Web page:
New Jersey’s Senate Health, Human Services and Senior Citizens Committee has given unanimous approval to legislation that would explicitly prohibit employers from firing or discriminating against an employee for participating in the state’s medical cannabis program.
Under the proposed law (Senate Bill 3162), which was passed 6 to 0, employers can only fire an individual for their medical cannabis use if it clearly impacts their job. The measure has now been sent to the full 40-member Senate, where its passage is expected. If given approval in the full Senate, it will head to the Assembly before going to Governor Chris Christie for final consideration.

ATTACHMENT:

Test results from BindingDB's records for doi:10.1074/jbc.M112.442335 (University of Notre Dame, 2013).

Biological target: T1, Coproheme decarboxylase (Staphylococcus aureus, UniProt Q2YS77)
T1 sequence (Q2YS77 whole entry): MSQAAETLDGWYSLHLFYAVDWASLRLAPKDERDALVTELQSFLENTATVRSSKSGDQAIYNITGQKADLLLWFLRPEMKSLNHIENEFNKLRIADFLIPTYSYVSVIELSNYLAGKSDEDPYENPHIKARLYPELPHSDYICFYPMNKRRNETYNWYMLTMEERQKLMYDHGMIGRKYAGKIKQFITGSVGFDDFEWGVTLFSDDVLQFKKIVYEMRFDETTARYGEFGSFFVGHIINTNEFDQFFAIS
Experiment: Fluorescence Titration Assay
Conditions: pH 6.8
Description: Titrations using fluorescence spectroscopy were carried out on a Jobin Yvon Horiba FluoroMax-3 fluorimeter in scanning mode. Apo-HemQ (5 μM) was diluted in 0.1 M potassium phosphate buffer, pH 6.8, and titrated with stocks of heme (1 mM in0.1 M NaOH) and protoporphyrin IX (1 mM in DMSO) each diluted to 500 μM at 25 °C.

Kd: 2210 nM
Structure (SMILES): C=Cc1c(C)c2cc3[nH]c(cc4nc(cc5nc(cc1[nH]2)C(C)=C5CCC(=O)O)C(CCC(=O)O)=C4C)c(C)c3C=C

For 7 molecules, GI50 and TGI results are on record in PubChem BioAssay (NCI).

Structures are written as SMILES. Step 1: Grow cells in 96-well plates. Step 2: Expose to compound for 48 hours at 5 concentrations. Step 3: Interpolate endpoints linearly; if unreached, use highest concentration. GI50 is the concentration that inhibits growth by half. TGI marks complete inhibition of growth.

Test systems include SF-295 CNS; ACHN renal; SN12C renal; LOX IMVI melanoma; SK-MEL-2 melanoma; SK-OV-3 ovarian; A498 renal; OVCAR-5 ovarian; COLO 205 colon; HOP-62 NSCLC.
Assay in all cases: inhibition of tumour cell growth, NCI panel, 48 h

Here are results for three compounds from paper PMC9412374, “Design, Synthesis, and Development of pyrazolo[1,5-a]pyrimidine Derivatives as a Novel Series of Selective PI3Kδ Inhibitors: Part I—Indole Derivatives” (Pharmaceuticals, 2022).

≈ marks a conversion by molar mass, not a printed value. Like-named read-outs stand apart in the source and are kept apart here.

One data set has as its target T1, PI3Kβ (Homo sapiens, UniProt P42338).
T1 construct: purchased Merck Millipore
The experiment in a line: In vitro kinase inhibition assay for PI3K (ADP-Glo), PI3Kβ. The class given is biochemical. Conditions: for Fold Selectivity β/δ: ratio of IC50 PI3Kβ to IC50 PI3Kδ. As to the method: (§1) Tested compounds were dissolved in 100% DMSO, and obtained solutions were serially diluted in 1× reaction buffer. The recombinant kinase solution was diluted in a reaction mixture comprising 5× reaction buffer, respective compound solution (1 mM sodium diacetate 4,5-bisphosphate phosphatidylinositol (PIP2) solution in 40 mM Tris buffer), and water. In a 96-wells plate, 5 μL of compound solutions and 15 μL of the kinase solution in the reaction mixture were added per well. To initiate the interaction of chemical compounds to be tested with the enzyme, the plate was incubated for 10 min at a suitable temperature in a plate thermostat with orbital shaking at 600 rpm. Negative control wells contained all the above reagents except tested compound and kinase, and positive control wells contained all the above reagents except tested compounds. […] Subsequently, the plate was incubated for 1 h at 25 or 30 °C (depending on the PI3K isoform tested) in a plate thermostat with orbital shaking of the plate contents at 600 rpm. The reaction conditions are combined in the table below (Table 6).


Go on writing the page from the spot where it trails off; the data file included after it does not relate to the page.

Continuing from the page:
“It was not the intent of the legislature when we passed the Compassionate Use Medical Marijuana Act to allow patients to lose their jobs simply because of their use of medical marijuana,” says Senator Nicholas Scutari (D-Union), who sponsored the bill. “Medical marijuana should be treated like any other legitimate medication use by an employee.”
“Unless an employer establishes by a preponderance of the evidence that the lawful use of medical marijuana has impaired the employee’s ability to perform the employee’s job responsibilities, it shall be unlawful to take any adverse employment action against an employee who is a qualified registered patient,” the bill states.
The full text of Senate Bill 3162 can be found by clicking here.